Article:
The stock market runs in cycles. Market cycles can be short-, medium- or long-term. For example, day trade cycles are shorter than swing trade cycles. Nearly all markets are cyclical, rising to a peak before retreating and then bottoming out.
Once one cycle is finished, the next one begins; time periods for each phase in the cycle may change.
Traders and investors should understand the four major phases of market cycles; here’s how to examine them.
The stock accumulation phase of a market cycle is indicative of the market bottoming out, and buyers being willing to step in. This might include speculators, value investors, and the so-called “smart money.” In the accumulation phase, valuations tend to be attractive, but the general sentiment on the stock or the market may still be bearish.
Let’s take a look at one stock accumulation cycle the market had. Check out this daily chart on the SPDR S&P 500 Index ETF (SPY).
If you look, in early 2016, the market was bearish, and may have bottomed out just above the $180 area. Some traders may have been early adopters of this, and began to accumulate SPY shares. After the ETF bottomed out, it began to rise; this was an example of the stock accumulation phase.
The next phase is mark-up, which occurs when prices are stabilized, and the stock begins to move higher. Technicians see the market making higher highs and higher lows, and it could be an indication that the bearish sentiment has changed.
Continuing with the SPY example, shares were trending higher after the ETF was in the accumulation phase. Here’s a look at the chart during the mark -up phase.
In the next phase of the life cycle of a market, which is the stock distribution phase, sellers begin to take profits, and bearish activity comes back into play. After a bullish run — and it may be a long upswing — prices begin to top out, and traders take profits, leading to selling pressure. Moreover, momentum traders might pile in short, and speculators may see bearish sentiment in the cards, causing more selling pressure. The stock distribution phase occurs near the peak of the market.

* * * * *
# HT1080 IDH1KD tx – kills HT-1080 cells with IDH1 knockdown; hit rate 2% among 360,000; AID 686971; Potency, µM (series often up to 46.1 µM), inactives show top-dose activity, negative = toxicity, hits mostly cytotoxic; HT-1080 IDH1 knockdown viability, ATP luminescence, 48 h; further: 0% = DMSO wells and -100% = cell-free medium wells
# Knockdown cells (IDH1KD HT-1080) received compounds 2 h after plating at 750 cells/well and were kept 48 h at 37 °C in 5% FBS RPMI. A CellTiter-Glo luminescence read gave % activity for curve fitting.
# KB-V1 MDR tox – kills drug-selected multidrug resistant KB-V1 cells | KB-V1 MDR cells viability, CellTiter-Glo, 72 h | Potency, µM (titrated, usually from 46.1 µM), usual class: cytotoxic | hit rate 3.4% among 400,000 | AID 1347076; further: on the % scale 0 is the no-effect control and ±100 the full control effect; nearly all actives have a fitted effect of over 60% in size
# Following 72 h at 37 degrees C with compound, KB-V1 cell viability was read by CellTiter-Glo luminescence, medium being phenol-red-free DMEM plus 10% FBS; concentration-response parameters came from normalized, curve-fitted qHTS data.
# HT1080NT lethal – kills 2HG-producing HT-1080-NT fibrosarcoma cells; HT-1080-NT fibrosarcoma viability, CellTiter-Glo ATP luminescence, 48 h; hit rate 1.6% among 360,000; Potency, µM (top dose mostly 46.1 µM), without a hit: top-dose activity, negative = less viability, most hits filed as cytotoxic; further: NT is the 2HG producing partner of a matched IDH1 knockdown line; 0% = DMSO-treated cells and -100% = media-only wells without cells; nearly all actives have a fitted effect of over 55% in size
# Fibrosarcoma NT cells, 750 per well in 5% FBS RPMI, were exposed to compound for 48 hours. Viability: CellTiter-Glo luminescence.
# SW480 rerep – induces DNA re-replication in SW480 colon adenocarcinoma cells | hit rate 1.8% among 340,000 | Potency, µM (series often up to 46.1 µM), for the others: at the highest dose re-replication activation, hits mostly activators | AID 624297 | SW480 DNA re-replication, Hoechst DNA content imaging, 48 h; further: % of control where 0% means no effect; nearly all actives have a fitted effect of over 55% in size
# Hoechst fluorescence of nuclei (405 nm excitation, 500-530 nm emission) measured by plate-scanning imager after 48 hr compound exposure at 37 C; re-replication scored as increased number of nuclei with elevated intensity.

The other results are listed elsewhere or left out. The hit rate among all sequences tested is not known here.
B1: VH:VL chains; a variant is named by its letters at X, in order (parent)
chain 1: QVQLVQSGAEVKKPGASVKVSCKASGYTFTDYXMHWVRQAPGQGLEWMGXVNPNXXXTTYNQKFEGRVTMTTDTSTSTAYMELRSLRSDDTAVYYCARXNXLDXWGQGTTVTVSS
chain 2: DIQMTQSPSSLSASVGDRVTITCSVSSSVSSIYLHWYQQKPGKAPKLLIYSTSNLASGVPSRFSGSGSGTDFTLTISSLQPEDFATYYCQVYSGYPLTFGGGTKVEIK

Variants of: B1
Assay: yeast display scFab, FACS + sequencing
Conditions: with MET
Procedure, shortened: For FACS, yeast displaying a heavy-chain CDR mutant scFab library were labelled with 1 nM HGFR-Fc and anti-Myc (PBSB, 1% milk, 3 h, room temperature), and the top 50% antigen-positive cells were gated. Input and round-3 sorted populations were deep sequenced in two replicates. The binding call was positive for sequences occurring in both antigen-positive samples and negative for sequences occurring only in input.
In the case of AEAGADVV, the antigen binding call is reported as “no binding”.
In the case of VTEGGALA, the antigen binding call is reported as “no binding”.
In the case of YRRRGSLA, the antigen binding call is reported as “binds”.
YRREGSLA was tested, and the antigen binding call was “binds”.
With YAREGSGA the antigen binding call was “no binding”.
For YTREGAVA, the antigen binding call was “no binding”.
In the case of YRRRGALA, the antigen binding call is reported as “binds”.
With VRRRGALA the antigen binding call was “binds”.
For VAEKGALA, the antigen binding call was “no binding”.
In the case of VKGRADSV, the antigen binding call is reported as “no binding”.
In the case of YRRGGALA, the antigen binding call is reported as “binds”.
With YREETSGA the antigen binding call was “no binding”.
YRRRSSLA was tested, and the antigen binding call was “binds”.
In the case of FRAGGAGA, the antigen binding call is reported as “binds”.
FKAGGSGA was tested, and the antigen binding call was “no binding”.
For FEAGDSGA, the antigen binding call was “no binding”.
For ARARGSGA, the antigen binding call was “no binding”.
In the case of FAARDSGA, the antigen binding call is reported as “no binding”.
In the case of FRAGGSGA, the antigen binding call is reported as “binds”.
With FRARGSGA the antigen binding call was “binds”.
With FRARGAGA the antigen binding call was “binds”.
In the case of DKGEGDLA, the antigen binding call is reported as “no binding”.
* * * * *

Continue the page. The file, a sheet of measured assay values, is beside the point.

This chart shows how stock distribution works. SPY topped out after a strong uptrend, and this would be a spot where sellers may start piling in, especially after SPY failed to break above its resistance area.
The final phase of the market cycle occurs when there is selling pressure, and is the opposite of mark-up. You’ll notice the market or stock sell off and bottom out before the next cycle can begin.
Here’s the mark-down phase in action:
Understanding market cycles can go a long way in helping you make sound investment decisions. Be aware of which phase the market is in — stock accumulation, mark-up, stock distribution, or mark-down — so you can take that general, macro trend into account in your trading. It’s important to analyze cycles that are relevant to the type of trading you’re doing. For instance, if you’re a swing trader, you should analyze swing trade cycles. If you’re a buy-and-hold investor, you should look at long-term trade cycles.
Jason Bond runs JasonBondTraining.com and is a swing trader of small-cap stocks.